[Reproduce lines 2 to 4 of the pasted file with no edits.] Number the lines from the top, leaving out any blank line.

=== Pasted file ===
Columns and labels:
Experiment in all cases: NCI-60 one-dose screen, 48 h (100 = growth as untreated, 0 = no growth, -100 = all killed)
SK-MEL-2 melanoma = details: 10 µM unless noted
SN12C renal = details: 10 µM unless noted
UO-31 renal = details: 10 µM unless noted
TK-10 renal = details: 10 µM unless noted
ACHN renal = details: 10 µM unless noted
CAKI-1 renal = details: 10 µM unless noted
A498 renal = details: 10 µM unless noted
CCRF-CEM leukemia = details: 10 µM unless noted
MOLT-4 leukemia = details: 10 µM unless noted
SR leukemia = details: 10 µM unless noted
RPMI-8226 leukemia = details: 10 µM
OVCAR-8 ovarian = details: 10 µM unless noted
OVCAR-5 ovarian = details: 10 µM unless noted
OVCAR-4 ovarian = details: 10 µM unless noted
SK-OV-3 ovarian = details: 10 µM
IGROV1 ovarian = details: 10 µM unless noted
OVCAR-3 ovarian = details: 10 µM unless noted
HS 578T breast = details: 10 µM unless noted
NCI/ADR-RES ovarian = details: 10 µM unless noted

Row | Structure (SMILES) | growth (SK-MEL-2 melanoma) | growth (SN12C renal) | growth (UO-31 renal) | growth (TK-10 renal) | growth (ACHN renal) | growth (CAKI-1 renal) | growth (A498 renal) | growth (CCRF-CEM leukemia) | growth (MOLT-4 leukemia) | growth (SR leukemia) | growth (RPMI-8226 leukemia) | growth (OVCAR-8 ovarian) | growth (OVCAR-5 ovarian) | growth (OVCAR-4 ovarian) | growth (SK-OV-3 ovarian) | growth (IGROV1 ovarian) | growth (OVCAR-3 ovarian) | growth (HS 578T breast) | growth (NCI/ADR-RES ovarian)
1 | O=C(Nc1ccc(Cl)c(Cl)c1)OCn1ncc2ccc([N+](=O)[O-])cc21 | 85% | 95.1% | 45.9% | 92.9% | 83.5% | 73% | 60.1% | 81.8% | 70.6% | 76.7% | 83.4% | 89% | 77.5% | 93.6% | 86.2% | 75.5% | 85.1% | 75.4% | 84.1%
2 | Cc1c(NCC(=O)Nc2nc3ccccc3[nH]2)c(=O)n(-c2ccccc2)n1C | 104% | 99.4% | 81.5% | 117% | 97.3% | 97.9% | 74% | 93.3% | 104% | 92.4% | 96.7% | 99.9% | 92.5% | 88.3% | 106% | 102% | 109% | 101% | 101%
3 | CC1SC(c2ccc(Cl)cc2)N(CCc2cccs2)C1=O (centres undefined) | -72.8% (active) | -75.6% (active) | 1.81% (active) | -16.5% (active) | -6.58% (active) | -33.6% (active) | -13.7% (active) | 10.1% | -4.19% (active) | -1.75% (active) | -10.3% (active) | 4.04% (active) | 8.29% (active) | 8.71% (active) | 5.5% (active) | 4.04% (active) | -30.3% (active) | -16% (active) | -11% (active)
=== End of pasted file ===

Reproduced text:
Experiment in all cases: NCI-60 one-dose screen, 48 h (100 = growth as untreated, 0 = no growth, -100 = all killed)
SK-MEL-2 melanoma = details: 10 µM unless noted
SN12C renal = details: 10 µM unless noted